5 Things You Might Not Know About Father's Day

We’re always looking for deeper meanings. We know that most celebrations have an origin so we’re always curious of their origination and how days like Father’s Day have become staple celebrations in the US.

Here’s a few fun facts that we found you might want to share or bring up at the Father’s Day BBQ!

1. Father's Day officially began in 1910 in Spokane, Washington, where 27-year-old Sonora Dodd proposed it as a way to honor the man who raised her when her mom died in childbirth. Dodd was at a church service thinking about how grateful she was for her father when she had the idea for Father's Day, which would mirror Mother's Day but be celebrated in June -- her dad's birthday month. The holiday gained traction during World War II, and in 1966 President Lyndon B. Johnson proclaimed the third Sunday of June to be Father's Day. President Richard Nixon made it a federal holiday six years later.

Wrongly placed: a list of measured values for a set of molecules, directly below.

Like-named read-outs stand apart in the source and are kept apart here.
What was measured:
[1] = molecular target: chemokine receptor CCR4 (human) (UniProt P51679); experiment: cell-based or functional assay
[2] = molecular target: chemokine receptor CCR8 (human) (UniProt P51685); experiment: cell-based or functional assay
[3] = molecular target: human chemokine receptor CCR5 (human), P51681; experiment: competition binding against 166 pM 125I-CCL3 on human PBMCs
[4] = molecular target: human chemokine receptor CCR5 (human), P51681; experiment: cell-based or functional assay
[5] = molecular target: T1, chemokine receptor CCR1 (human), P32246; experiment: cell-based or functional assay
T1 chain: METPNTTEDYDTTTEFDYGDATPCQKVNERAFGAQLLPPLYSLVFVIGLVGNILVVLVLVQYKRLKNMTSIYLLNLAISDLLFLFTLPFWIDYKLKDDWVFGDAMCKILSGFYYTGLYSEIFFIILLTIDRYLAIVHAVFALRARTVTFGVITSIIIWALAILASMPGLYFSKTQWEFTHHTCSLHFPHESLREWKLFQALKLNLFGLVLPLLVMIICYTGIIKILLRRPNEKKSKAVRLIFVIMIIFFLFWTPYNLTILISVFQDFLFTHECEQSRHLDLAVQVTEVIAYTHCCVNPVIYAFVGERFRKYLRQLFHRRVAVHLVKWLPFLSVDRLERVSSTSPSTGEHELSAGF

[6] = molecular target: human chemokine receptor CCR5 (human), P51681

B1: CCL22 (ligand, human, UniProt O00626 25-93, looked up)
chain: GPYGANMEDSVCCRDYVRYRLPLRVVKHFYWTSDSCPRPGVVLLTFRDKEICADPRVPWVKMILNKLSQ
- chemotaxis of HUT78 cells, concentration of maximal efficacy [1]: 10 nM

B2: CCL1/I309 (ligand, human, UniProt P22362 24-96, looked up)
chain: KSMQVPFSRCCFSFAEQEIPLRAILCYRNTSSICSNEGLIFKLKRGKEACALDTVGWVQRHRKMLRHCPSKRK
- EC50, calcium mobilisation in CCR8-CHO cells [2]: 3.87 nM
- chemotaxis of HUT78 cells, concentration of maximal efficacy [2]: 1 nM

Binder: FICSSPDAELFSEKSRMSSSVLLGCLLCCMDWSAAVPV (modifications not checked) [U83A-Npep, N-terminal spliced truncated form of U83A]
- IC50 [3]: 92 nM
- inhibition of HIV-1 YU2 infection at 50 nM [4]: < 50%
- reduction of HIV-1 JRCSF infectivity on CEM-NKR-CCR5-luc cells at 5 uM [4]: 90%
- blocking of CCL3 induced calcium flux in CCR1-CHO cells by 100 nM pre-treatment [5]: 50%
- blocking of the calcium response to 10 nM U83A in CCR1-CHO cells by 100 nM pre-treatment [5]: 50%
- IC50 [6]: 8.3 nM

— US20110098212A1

2. Father’s Day is celebrated the third Sunday in June in over 50 countries around the world and are over 65 million fathers in the United States.

3. Female shoppers spend 50% more than men on gifts for their Dad.

4. Roses are the official flower for Father's Day. A red rose is worn in the lapel if your father is living, a white rose if he is deceased.

5. Today, some of the most popular Internet searches connected to the day include "father's day recipes", "Father's day poems", and "father's day crafts." (we have some great DIY posts on the blog and here on this Pinterest board).